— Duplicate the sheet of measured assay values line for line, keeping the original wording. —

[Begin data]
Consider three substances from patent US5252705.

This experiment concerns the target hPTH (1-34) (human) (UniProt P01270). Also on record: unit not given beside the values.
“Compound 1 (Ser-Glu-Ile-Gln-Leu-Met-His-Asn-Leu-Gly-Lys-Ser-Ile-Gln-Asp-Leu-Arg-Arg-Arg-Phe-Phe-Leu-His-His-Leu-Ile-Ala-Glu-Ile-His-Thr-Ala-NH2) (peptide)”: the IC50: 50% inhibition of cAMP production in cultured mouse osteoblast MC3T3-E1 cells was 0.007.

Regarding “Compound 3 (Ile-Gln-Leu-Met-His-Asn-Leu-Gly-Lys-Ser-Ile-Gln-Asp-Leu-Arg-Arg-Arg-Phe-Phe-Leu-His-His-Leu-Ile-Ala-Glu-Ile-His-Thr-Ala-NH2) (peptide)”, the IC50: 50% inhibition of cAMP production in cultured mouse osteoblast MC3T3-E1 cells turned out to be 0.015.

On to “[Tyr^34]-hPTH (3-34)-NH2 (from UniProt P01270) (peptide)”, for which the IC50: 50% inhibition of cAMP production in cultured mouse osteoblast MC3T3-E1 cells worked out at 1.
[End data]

Consider three substances from patent US5252705.

This experiment concerns the target hPTH (1-34) (human) (UniProt P01270). Also on record: unit not given beside the values.
“Compound 1 (Ser-Glu-Ile-Gln-Leu-Met-His-Asn-Leu-Gly-Lys-Ser-Ile-Gln-Asp-Leu-Arg-Arg-Arg-Phe-Phe-Leu-His-His-Leu-Ile-Ala-Glu-Ile-His-Thr-Ala-NH2) (peptide)”: the IC50: 50% inhibition of cAMP production in cultured mouse osteoblast MC3T3-E1 cells was 0.007.

Regarding “Compound 3 (Ile-Gln-Leu-Met-His-Asn-Leu-Gly-Lys-Ser-Ile-Gln-Asp-Leu-Arg-Arg-Arg-Phe-Phe-Leu-His-His-Leu-Ile-Ala-Glu-Ile-His-Thr-Ala-NH2) (peptide)”, the IC50: 50% inhibition of cAMP production in cultured mouse osteoblast MC3T3-E1 cells turned out to be 0.015.

On to “[Tyr^34]-hPTH (3-34)-NH2 (from UniProt P01270) (peptide)”, for which the IC50: 50% inhibition of cAMP production in cultured mouse osteoblast MC3T3-E1 cells worked out at 1.